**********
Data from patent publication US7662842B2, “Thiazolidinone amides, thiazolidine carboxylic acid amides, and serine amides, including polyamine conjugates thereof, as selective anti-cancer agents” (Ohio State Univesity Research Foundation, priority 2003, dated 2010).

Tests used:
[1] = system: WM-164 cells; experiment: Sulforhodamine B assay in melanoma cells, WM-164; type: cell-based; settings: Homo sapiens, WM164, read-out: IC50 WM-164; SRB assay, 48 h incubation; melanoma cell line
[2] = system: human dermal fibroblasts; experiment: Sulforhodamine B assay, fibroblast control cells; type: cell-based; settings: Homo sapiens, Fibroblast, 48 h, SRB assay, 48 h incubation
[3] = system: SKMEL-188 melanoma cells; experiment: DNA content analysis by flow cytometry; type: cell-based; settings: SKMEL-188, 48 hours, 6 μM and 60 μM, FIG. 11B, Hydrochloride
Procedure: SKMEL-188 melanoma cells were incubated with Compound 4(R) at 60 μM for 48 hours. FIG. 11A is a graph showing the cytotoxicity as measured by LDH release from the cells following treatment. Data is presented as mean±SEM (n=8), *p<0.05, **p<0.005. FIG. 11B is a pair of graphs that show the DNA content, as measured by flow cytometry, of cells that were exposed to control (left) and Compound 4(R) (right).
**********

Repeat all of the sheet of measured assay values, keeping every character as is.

Data from patent publication US7662842B2, “Thiazolidinone amides, thiazolidine carboxylic acid amides, and serine amides, including polyamine conjugates thereof, as selective anti-cancer agents” (Ohio State Univesity Research Foundation, priority 2003, dated 2010).

Tests used:
[1] = system: WM-164 cells; experiment: Sulforhodamine B assay in melanoma cells, WM-164; type: cell-based; settings: Homo sapiens, WM164, read-out: IC50 WM-164; SRB assay, 48 h incubation; melanoma cell line
[2] = system: human dermal fibroblasts; experiment: Sulforhodamine B assay, fibroblast control cells; type: cell-based; settings: Homo sapiens, Fibroblast, 48 h, SRB assay, 48 h incubation
[3] = system: SKMEL-188 melanoma cells; experiment: DNA content analysis by flow cytometry; type: cell-based; settings: SKMEL-188, 48 hours, 6 μM and 60 μM, FIG. 11B, Hydrochloride
Procedure: SKMEL-188 melanoma cells were incubated with Compound 4(R) at 60 μM for 48 hours. FIG. 11A is a graph showing the cytotoxicity as measured by LDH release from the cells following treatment. Data is presented as mean±SEM (n=8), *p<0.05, **p<0.005. FIG. 11B is a pair of graphs that show the DNA content, as measured by flow cytometry, of cells that were exposed to control (left) and Compound 4(R) (right).